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Will I Have To Testify If I Go To Trial For A DUI?

Posted by Jason Beahm | Jun 16, 2017 | 0 Comments

Getting arrested for a DUI is stressful. When someone is arrested, they begin to think about what comes next, including trial. If someone has been arrested for a DUI and their case ends up at trial, don't worry. They don't have to testify.

Constitutional Protection

The Fifth Amendment of the United States Constitution gives individuals the right to avoid self-incrimination. Self-incrimination means exposing oneself to criminal prosecution or implicating oneself to a crime.

This right has been interpreted to mean that during a trial, a defendant does not need to get on the witness stand and offer any testimony. An attorney can do all the talking for the defendant.

Will I Seem Guilty If I Don't Testify?

There is a misconception that if someone doesn't testify during trial, they must be hiding something. This is an inaccurate point of view, and the defendant should not feel compelled to testify because of that perception.

As discussed above, the Constitution states that no one has to testify in a trial against them. If a case goes to trial, an attorney will explain this concept to the jury to ensure that everyone in the courtroom understands that not testifying has nothing to do with one's guilt or innocence.

Also, the prosecution is never allowed to mention that the defendant is not testifying, let alone use that fact to try to convince the jury of the defendant's guilt. By not testifying, the jury is forced to focus on the attorneys and the evidence presented in the case instead of words and appearance.

What If I Want To Testify?

Generally, attorneys in DUI cases advise their clients against testifying. The reason for this is that there are lots of complicated legal rules regarding questioning a witness, and the prosecution will use those rules to his advantage if he has the chance.

The main concern with defendant testimony is that they may say something that opens the door to an examination of their character. Character is a term used in the legal world to encompass morality, past crimes, and truthfulness.

While on the stand, if the defendant answers a question or mentions something regarding their character, even unintentionally, the prosecution is then allowed to ask questions about other aspects of their character, which can lead to the jury getting an incorrect and negative opinion about the defendant.

Also, if the defendant is on the stand, everyone in the courtroom will be focused on them instead of their attorney. This would make anyone nervous, and could cause someone to give unclear answers or seem unconfident.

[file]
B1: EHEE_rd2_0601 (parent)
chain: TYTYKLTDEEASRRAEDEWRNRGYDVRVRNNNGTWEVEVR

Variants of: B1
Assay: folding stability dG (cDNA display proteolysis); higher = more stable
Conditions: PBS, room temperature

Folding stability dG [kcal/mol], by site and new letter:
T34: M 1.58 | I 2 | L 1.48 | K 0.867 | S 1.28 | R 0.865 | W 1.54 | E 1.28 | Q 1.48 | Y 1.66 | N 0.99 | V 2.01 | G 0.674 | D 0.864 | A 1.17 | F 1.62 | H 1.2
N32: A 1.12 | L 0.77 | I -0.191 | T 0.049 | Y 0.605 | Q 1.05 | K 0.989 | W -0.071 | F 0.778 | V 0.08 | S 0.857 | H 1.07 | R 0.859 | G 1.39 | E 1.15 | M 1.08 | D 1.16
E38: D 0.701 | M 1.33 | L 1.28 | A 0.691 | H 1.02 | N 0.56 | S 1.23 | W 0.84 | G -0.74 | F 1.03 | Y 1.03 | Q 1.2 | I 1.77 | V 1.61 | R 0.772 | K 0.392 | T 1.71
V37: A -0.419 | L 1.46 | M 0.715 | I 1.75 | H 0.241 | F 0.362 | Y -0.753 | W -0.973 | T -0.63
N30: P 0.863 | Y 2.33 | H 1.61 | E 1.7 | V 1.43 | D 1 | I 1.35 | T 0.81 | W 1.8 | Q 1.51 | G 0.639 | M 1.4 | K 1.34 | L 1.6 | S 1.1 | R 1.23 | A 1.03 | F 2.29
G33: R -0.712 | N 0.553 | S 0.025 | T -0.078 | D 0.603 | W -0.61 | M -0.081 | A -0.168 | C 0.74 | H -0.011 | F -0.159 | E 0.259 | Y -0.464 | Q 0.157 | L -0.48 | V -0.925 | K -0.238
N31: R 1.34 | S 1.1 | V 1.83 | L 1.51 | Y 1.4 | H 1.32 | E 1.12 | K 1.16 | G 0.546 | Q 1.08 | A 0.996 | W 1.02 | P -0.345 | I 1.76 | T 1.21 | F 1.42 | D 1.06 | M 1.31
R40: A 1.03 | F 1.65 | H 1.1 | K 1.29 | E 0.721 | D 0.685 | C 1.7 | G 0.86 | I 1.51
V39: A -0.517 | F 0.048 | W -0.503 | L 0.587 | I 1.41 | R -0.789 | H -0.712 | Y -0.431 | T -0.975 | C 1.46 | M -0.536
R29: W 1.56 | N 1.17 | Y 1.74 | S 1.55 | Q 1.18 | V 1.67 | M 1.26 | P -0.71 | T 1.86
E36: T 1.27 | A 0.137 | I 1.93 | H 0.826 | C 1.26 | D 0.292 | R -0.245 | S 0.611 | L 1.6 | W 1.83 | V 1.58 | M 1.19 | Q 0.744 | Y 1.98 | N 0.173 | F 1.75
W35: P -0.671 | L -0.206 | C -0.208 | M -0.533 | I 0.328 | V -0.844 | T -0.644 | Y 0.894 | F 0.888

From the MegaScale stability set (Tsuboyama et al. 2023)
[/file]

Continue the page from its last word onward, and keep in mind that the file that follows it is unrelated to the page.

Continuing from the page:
There may be reasons why someone feels like they should testify. The defendant is likely a good person who made a mistake, and they believe that the jury would trust them and want to find them not guilty if the jury heard what they have to say.

While this may be true, keep in mind that the courtroom is a tense environment, and the prosecution will do everything they can to make the defendant seem like a criminal. Avoiding that situation will reduce stress during the trial.
If the defendant nonetheless decides to testify, they will be allowed to do so. An attorney will help them to prepare for this by going over the questions the prosecution will likely ask, going over what they should and should not say to avoid an examination of their character, and advising them on how to appear professional and confident on the stand.

The Sentencing Phase

In the unfortunate event that you are found guilty at trial, there will be a sentencing phase after the verdict is read. Criminal trials are divided into two phases – the guilt or innocence phase and the sentencing phase. The guilt or innocence phase is what people generally associate with trial.

It is where the evidence is presented and the attorneys examine witnesses and present to the jury. After a guilty verdict, a sentencing phase begins, which determines the punishment that should be given to the defendant. During this stage of the trial, the defendant may or may not choose to testify.

Unlike the guilt or innocence phase, this part of the trial allows defendants to testify without being questioned by attorneys or subject to cross examination. That means the defendant can explain to the jury what they have done since the arrest (attended treatment, volunteered, kept a position as a student or within a job, etc.) and why they deserve a lighter sentence.

Contact Beahm Law Today

In order to avoid a guilty verdict, it is imperative to seek out legal council for your defense. If you were arrested for DUI contact Beahm Law today to help defend your case and get the information you need. Call 844-811-5444 now or contact us online.

About the Author

Jason Beahm

Founding Attorney Profile Credentials Associations Bio Jason Beahm is the Founder and President of Beahm Law. Voted “Best of SF” four out of the past five years by SF Weekly Magazine, Attorney Beahm practices in the areas of DUI, criminal defense, and personal injury. He is passionate ...


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